Ethnography in Anthropology (Level III)
in mind that these topics should be broadly interpreted, i.e.
discussions of marriage lead us into questions regarding post-marital
residence rules, desirable number of spouses, possible kinship tie with
spouse, wedding rituals, etc. As a group, you should decide whether you
want to develop a narrow or a broad focus for your topic in light of the
material that you find in doing your research.
*Step Four: On Nov. 12, turn in a copy of your DRAFT paper to me. Provide a copy of your draft paper for each member of your group. Read your colleagues' papers and be prepared to provide feedback. As a group, meet with a Macalester Center for Academic Excellence tutor to discuss the papers and generate ideas for the cross-cultural group presentation. Revise draft papers using peers' and tutor's feedback. (Failure to turn in the draft on time will result in a substantial deduction of points from your final assignment grade.)
--The Final Draft of your paper will be evaluated on the basis of substance, effective paper development, and good writing mechanics.
*Step Five: On Fri., Dec. 7, turn in your FINAL DRAFT HRAF individual paper.
*Step Six: On Dec. 10, 12, and 14 your group will present a 25 min. cross-cultural analysis of your topic. How is sickness viewed across the cultures that your group investigated? Are there commonalities across cultures? How does diversity manifest itself, and what are the possible linkages to other aspects of social organization? Each member of the group should participate actively. Your peers and the instructor will evaluate the presentation according to the following criteria: Organization/effectiveness of the presentation, cross cultural analysis of topic, and originality/insight of the presentation. Feel free to be creative and have fun with the presentations. Groups in the past have played ethnographic jeopardy, hosted talk shows, and run public debates to get their message across. You are only limited by your imagination.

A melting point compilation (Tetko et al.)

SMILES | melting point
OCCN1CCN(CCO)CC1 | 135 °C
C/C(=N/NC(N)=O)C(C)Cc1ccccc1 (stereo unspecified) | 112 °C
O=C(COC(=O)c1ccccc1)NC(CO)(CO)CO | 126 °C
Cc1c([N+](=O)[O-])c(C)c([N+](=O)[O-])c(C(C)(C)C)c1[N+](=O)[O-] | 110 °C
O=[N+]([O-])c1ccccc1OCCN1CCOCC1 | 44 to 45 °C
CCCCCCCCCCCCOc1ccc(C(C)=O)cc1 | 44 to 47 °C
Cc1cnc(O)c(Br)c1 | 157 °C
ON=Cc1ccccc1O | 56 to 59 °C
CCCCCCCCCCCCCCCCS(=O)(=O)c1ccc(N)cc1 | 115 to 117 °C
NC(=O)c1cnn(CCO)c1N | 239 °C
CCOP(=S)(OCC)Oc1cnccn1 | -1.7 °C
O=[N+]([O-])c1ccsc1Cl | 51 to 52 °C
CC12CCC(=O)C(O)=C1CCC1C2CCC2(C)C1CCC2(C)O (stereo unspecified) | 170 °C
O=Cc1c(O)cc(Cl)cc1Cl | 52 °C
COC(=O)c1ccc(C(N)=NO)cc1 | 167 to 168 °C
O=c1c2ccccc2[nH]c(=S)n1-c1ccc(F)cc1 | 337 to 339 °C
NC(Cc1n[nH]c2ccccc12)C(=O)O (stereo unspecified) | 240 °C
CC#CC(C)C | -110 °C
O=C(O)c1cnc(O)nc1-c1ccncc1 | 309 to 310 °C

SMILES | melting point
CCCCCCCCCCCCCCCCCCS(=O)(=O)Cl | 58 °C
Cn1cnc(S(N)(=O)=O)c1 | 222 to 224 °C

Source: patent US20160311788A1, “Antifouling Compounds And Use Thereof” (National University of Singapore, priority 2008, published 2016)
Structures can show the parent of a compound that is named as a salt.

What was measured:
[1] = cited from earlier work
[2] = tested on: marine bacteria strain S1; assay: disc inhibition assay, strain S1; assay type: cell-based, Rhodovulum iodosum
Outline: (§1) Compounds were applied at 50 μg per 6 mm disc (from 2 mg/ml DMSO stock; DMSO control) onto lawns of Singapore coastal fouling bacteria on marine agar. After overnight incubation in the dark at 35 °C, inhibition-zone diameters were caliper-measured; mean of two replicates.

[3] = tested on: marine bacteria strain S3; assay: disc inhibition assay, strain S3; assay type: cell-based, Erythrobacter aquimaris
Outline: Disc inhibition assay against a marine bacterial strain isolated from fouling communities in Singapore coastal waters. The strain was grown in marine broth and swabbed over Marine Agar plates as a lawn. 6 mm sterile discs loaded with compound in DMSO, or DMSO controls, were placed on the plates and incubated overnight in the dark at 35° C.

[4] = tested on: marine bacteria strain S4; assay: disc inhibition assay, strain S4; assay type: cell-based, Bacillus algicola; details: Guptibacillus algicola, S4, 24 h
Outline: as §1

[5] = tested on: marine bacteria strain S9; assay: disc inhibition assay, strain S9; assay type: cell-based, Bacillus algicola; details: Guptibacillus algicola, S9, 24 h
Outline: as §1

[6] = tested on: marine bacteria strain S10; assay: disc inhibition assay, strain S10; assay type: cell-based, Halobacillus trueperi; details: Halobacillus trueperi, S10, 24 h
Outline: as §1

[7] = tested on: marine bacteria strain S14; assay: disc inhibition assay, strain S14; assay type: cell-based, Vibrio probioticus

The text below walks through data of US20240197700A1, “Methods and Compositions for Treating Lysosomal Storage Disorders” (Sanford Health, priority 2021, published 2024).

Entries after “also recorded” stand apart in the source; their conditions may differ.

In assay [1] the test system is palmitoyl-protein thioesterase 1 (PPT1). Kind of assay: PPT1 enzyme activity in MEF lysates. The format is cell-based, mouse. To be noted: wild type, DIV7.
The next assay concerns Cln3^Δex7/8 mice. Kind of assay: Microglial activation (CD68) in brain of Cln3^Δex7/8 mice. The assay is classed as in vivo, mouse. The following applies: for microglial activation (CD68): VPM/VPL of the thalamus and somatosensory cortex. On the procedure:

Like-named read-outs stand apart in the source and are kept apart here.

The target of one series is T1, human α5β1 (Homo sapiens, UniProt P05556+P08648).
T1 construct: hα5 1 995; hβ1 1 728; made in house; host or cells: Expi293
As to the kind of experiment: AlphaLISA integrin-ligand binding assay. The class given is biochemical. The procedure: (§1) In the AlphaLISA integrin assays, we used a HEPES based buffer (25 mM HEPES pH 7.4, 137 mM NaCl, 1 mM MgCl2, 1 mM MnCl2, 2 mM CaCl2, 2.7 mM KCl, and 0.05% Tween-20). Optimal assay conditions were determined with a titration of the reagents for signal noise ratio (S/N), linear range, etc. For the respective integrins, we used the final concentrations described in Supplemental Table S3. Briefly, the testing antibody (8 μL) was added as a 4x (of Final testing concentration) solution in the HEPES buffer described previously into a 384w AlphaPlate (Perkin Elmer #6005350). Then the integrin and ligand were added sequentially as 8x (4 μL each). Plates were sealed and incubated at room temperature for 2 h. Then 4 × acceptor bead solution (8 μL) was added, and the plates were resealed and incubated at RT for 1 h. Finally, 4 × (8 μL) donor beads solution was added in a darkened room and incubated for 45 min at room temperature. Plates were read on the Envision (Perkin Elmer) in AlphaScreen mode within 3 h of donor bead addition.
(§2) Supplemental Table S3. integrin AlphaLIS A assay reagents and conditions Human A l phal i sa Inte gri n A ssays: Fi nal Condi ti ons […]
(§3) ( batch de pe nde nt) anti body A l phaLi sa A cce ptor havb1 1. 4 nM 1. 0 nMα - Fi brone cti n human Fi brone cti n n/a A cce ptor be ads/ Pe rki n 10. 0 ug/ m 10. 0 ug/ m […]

Below is a link to a list of the societies grouped by geographic region from which you may select your specific study population. Again, keep in mind that you may need to explore available resources before finalizing your selection.
|Citing eHRAF documents:
You should include a standard bibliographic reference for the material, i.e.
1996 Modernity at Large: Cultural Dimensions of Globalization.
Minneapolis: University of Minnesota Press.
Don't forget to include page numbers when citing material in the text! You should also include the basic retrieval statement for an on-line database: Retrieved [month day, year,] from [source] on-line database ([name of database], [item no.--if applicable]).
Cultural Anthropology (ANTH 11-03): Peer Evaluation Form
Name of Group/Presentation Topic: (CIRCLE ONE): DEATH-Dec. 10, MARRIAGE-Dec. 12, GENDER--Dec. 12 SEX-Dec. 14 EDUCATION/SOCIALIZATION--Dec. 14
Please evaluate this group's presentation according to the following criteria:
Did the presentation communicate a clear message? Did the group organize the material in a way that was easy to follow? Was it an effective presentation (organized, compelling, polished)? Did all members participate actively?
Was it apparent that the group had critically analyzed the material presented? Did the group understand the material well enough to push the analysis to it fullest potential? Did they effectively cover all the salient points?
Did it enhance your understanding of the topic presented? Did it challenge you to think in new ways?
|You may make additional comments:|
written by: Dianna J. Shandy, Department of Anthropology, Macalester College, Saint Paul, MN.